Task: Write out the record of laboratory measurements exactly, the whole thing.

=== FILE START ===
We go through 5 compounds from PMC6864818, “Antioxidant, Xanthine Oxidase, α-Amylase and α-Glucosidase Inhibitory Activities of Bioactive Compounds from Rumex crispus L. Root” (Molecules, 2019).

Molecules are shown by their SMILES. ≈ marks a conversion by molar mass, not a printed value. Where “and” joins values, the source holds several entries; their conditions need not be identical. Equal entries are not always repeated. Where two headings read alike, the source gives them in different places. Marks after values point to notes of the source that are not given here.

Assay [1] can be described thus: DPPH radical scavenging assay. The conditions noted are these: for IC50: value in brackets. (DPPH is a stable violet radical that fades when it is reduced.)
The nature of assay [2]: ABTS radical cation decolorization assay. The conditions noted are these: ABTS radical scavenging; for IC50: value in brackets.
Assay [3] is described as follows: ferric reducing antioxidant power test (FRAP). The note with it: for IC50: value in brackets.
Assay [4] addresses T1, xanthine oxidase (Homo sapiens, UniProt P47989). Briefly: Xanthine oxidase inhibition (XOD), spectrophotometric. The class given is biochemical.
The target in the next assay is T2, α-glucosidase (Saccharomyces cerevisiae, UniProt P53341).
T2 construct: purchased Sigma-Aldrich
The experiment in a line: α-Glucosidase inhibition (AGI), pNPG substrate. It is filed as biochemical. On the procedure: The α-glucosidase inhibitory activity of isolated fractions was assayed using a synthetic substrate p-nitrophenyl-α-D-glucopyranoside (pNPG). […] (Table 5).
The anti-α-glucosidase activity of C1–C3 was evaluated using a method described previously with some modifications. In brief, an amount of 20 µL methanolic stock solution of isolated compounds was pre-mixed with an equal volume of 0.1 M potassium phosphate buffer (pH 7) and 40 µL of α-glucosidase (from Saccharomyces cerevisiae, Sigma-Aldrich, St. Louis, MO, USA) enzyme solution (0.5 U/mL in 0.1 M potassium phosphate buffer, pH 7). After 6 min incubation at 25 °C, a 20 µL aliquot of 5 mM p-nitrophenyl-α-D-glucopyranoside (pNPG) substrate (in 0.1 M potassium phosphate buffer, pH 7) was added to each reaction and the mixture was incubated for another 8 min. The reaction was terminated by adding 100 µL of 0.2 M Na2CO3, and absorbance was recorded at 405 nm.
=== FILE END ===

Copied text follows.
We go through 5 compounds from PMC6864818, “Antioxidant, Xanthine Oxidase, α-Amylase and α-Glucosidase Inhibitory Activities of Bioactive Compounds from Rumex crispus L. Root” (Molecules, 2019).

Molecules are shown by their SMILES. ≈ marks a conversion by molar mass, not a printed value. Where “and” joins values, the source holds several entries; their conditions need not be identical. Equal entries are not always repeated. Where two headings read alike, the source gives them in different places. Marks after values point to notes of the source that are not given here.

Assay [1] can be described thus: DPPH radical scavenging assay. The conditions noted are these: for IC50: value in brackets. (DPPH is a stable violet radical that fades when it is reduced.)
The nature of assay [2]: ABTS radical cation decolorization assay. The conditions noted are these: ABTS radical scavenging; for IC50: value in brackets.
Assay [3] is described as follows: ferric reducing antioxidant power test (FRAP). The note with it: for IC50: value in brackets.
Assay [4] addresses T1, xanthine oxidase (Homo sapiens, UniProt P47989). Briefly: Xanthine oxidase inhibition (XOD), spectrophotometric. The class given is biochemical.
The target in the next assay is T2, α-glucosidase (Saccharomyces cerevisiae, UniProt P53341).
T2 construct: purchased Sigma-Aldrich
The experiment in a line: α-Glucosidase inhibition (AGI), pNPG substrate. It is filed as biochemical. On the procedure: The α-glucosidase inhibitory activity of isolated fractions was assayed using a synthetic substrate p-nitrophenyl-α-D-glucopyranoside (pNPG). […] (Table 5).
The anti-α-glucosidase activity of C1–C3 was evaluated using a method described previously with some modifications. In brief, an amount of 20 µL methanolic stock solution of isolated compounds was pre-mixed with an equal volume of 0.1 M potassium phosphate buffer (pH 7) and 40 µL of α-glucosidase (from Saccharomyces cerevisiae, Sigma-Aldrich, St. Louis, MO, USA) enzyme solution (0.5 U/mL in 0.1 M potassium phosphate buffer, pH 7). After 6 min incubation at 25 °C, a 20 µL aliquot of 5 mM p-nitrophenyl-α-D-glucopyranoside (pNPG) substrate (in 0.1 M potassium phosphate buffer, pH 7) was added to each reaction and the mixture was incubated for another 8 min. The reaction was terminated by adding 100 µL of 0.2 M Na2CO3, and absorbance was recorded at 405 nm.